A Changing Point of Sale Landscape
The advent of tablet POS systems has dramatically changed the point of sale market in the past decade. From restaurants to boutiques, tablets have found their way into a variety of commercial environments.
What's so great about tablets?
Tablets are small, sleek, and sexy. They're also small and mobile, so if space is a limitation or you need to carry around your POS system, then tablets can be very beneficial.
What is the downside of using tablets?
Tablets were designed for consumer applications and can take a beating in commercial environments. Imagine a bartender punching in an order with an empty beer bottle in hand during happy hour. Tablets can also have limited internet connectivity and depend on WiFi or a cellular signal. Most tablets also lack horsepower and offer inferior processors to larger computers.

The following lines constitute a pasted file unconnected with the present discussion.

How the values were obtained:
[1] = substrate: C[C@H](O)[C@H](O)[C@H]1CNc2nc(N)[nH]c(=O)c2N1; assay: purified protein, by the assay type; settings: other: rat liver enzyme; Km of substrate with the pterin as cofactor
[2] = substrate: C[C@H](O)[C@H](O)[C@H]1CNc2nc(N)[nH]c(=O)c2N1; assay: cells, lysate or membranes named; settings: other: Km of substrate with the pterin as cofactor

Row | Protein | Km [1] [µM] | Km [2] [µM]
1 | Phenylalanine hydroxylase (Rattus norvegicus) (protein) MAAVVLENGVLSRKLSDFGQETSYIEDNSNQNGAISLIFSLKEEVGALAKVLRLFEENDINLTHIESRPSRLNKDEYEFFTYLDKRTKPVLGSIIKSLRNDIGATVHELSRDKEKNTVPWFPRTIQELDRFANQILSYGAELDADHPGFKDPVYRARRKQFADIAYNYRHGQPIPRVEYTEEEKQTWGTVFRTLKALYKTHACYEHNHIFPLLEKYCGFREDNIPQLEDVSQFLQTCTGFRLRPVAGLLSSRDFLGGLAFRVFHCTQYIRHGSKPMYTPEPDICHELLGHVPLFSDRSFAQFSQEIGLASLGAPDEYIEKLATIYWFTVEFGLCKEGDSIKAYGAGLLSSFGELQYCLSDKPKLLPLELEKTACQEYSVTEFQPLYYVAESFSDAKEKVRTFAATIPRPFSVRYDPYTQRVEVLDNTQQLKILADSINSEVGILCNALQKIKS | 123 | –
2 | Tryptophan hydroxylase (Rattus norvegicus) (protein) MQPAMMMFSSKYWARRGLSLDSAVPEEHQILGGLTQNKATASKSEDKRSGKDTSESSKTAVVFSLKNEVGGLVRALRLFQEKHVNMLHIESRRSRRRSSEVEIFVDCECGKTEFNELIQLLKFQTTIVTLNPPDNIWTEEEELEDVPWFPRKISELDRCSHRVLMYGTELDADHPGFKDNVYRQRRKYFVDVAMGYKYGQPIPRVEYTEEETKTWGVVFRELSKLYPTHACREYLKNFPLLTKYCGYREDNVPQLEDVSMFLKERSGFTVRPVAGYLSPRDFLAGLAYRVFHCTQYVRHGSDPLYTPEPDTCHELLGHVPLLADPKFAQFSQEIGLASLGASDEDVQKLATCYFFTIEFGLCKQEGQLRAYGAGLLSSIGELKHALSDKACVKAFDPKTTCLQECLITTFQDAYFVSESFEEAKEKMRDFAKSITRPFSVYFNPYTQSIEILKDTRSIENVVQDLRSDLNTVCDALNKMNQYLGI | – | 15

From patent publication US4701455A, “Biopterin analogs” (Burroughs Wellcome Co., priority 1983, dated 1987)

Are tablets just a bunch of hype?
Not necessarily. Tablets definitely have their place, but we don't envision traditional terminals becoming obsolete any time soon. In addition to tablets themselves, there's also an entire sub-industry of tablet-based software platforms — but that's an entirely different Q&A session.
How do you recommend using tablets?
As mentioned, we don't support the replacement of traditional POS terminals with tablets for the sake of looking cool. Instead, we recommend using tablets to augment your current operations. We've sold tablets for numerous situations, but below are the most common scenarios where we see tablets add value:
- Small Footprint: Tablets are small and sometimes space is just limited. Like the banner picture above, tablets can be placed into docking stations and act as a low-profile POS system.
- Line Busting: Tablets are great for busting the line during busy times.
- Mobile Wait Staff: The wait staff can take orders from anywhere in the restaurant and immediately send them to the POS from a tablet.
- Receiving Inventory: Many retailers use tablets to receive inventory in their stock room. Instead of counting each item, they can scan them directly to the point of sale.
- Trade Shows: Retailers have also used tablets to run transactions at trade shows and other temporary sale sites.